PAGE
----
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Examining who has the real power and the perceived power in this situation, reveals where Carol’s values lie. Carol assumes that the power rests with the white saleswoman who controls the clothing that Carol is reportedly “addicted to.” However, from a capitalist business perspective, the paying customer wields the true power. For Carol, securing her possessions and not causing a scene is more important to her than seeking social justice. In other words, the material possessions are more valuable to Carol than equal human relations. Carol chooses the path of least resistance, and rationalizes it in her mind that the woman probably would not have changed her views, even if she did confront her.

Reading this journal entry within the context of her other accounts reveals a different side of Carol. In this situation, Carol does not confront the white manager, even though she knows this woman is in the wrong. In her journal, the account written before this one reveals Carol fighting with her boss whom she calls racist. Carol confronts her white boss at a health care center who turns away a Black family with a very ill child.

The boss refuses to work out a payment plan with the family, which is what they do for

many whites. Carol could lose her job, yet she reports screaming at her boss:

My rage finally exploding, I turned and looked at her and exclaimed, “What makes you any better than them? Your children are on Medicaid, and because you might have a little more money, and you are white, that makes you have priority over them? The way I see it, a disrespectful white is worse that a poor black!” Even though I knew I was going to be in big trouble come Thursday, I didn’t care.

(Carol, WF, 20, Southeast) Reading the journals in context, it makes little sense why Carol would jeopardize her job by yelling at her white boss, but she would not confront a store manager for blatantly profiling a Black woman. Perhaps as a college student, Carol is not economically invested in her part-time job. Further exploration is warranted into determining what causes whites to confront racism in some situations, but not in others.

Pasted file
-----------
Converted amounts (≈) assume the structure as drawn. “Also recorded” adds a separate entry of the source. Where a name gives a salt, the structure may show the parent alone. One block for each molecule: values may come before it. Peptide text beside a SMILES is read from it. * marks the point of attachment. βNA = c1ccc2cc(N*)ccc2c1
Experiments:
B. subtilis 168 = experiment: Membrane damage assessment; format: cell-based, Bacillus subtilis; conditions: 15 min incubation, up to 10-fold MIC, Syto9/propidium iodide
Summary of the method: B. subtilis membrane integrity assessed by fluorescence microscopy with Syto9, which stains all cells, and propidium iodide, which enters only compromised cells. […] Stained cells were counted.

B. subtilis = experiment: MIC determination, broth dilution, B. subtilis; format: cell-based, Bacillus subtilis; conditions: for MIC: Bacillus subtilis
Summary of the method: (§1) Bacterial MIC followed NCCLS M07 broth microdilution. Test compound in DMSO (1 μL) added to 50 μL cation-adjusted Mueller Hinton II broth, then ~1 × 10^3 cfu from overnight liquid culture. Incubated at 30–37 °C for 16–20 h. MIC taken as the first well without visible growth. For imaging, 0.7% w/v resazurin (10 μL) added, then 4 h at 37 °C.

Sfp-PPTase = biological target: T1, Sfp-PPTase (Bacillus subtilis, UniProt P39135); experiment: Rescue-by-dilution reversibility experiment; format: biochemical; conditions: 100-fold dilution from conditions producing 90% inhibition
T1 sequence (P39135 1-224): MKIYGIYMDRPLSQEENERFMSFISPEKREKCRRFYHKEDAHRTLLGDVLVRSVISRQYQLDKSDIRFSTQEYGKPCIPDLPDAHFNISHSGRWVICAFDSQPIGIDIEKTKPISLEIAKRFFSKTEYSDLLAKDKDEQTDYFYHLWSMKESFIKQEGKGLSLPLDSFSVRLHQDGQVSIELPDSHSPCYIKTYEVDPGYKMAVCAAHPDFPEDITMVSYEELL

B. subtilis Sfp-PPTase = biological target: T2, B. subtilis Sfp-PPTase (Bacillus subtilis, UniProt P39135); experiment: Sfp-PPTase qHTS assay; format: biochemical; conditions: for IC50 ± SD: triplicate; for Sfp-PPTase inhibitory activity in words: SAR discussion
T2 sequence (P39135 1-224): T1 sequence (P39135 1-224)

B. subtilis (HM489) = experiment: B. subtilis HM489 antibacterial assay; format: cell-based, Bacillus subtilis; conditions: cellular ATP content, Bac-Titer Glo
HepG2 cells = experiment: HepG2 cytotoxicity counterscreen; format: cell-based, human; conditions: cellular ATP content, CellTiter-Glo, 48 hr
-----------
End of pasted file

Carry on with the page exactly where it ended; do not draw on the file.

Vague Language In addition to whispering, a second verbal mechanism that whites use to protect the backstage when physically near the frontstage is using vague language. This often took the form of ambiguous comments like “you know what I mean” or the pronoun “they” to mean persons of color. Here, Vanessa uses vague language instead of using race as a

descriptor while sitting next to a Black person:

Today, I was on break in between classes, [and] I decided to call my boyfriend.

During our conversation, I heard loud yelling down the hall. I could tell it was a black boy yelling, the more I listened I figured out that he was screaming at a girl.

He was telling her what she had done wrong and he didn’t want to put up with her attitude anymore. My boyfriend could hear the yelling and asked what it was. I had to wait until their argument stopped, because I could not hear my phone conversation. After I could hear again, the first thing out of my boyfriend’s mouth was, “were they white or black.” They’re happened to be a black person sitting near me so I didn’t want to say out loud “black.” I asked him which one he thought it was. He responded “black.” He was right, but it was almost like he knew which race it was from there actions. He assumed that black people would be more likely to behave in public like that. (Vanessa, WF, 21, Southeast) This conversation is a backstage phone conversation that takes place physically near the frontstage. Since Vanessa is sitting next to a Black person, she does not feel comfortable mentioning race, so she relies on vague language like “Which one do you think it is?” By using ambiguous talk, she can effectively deal with this apparent contradiction: she can safely communicate to her white boyfriend, yet hide from the Black man that she is violating the colorblind ideology.

Vanessa does not actually say that she saw the couple arguing; only that she heard loud yelling and “could tell it was a black boy.” Vanessa and her boyfriend are relying on racial markers other than skin color to define race. Voice, volume, and perhaps language may be all that they need to hear to assign racial definitions to the couple. Even over the phone, the boyfriend could guess the race of the couple, and its significance.

Rather than guessing the race of the couple, a more important question to ask might be, why is the race of the arguing couple important? It seems that Vanessa’s boyfriend is validating the stereotype that Blacks misbehave in public. This definition of “appropriate behavior” is almost always based a white standard upon which all others are judged (Collins 2000).